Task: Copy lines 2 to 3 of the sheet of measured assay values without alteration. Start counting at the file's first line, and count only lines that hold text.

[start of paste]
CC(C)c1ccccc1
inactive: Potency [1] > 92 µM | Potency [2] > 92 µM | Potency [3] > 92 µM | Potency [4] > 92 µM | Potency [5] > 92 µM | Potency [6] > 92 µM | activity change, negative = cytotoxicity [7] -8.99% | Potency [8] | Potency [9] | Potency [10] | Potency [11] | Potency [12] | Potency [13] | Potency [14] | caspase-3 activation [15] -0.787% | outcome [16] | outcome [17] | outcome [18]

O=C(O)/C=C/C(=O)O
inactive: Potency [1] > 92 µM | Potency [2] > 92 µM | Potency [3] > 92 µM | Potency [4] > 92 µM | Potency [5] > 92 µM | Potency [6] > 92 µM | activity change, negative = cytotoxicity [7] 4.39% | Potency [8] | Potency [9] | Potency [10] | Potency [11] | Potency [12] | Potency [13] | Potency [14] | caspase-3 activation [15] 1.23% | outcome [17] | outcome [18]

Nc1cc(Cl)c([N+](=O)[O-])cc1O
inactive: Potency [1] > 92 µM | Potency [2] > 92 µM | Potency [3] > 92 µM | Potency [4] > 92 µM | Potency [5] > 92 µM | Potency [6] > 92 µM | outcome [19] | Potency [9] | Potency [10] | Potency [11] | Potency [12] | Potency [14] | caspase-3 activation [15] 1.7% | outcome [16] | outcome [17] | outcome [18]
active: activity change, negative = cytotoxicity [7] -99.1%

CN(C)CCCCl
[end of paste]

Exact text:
inactive: Potency [1] > 92 µM | Potency [2] > 92 µM | Potency [3] > 92 µM | Potency [4] > 92 µM | Potency [5] > 92 µM | Potency [6] > 92 µM | activity change, negative = cytotoxicity [7] -8.99% | Potency [8] | Potency [9] | Potency [10] | Potency [11] | Potency [12] | Potency [13] | Potency [14] | caspase-3 activation [15] -0.787% | outcome [16] | outcome [17] | outcome [18]

O=C(O)/C=C/C(=O)O